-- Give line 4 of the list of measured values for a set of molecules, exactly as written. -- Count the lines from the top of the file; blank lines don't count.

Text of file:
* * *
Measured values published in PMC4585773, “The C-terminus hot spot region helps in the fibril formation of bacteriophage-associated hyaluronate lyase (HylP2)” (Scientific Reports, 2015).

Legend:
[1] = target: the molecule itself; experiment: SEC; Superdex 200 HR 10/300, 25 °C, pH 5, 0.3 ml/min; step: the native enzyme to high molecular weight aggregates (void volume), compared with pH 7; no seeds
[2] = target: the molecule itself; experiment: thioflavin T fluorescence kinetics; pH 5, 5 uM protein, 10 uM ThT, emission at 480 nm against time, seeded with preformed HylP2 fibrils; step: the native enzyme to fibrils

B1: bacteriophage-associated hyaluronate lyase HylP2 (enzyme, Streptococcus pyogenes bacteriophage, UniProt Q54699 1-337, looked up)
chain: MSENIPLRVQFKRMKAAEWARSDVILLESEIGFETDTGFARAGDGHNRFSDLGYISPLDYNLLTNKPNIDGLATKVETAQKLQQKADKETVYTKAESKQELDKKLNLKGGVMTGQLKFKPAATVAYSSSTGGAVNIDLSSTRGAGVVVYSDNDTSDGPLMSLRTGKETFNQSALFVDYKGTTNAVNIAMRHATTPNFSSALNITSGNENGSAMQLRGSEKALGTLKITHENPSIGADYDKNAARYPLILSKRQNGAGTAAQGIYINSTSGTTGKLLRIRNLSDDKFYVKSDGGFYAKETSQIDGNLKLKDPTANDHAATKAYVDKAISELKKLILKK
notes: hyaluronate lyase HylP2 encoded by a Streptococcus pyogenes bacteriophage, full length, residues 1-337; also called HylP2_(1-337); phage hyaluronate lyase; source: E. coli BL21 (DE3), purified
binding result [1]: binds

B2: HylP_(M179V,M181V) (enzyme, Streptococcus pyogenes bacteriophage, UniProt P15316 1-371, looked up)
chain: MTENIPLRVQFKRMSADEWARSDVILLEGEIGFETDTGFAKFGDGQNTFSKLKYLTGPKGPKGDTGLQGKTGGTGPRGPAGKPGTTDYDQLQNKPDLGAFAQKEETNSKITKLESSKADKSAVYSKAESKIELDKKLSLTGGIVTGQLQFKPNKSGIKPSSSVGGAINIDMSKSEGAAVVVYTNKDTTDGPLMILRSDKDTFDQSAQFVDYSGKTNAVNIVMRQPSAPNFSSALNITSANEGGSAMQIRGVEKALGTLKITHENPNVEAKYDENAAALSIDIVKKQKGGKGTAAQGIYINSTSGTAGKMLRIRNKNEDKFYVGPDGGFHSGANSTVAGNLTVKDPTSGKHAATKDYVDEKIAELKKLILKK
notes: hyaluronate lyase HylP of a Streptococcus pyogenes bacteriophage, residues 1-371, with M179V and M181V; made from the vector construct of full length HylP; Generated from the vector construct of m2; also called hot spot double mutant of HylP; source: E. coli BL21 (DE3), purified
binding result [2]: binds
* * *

[2] = target: the molecule itself; experiment: thioflavin T fluorescence kinetics; pH 5, 5 uM protein, 10 uM ThT, emission at 480 nm against time, seeded with preformed HylP2 fibrils; step: the native enzyme to fibrils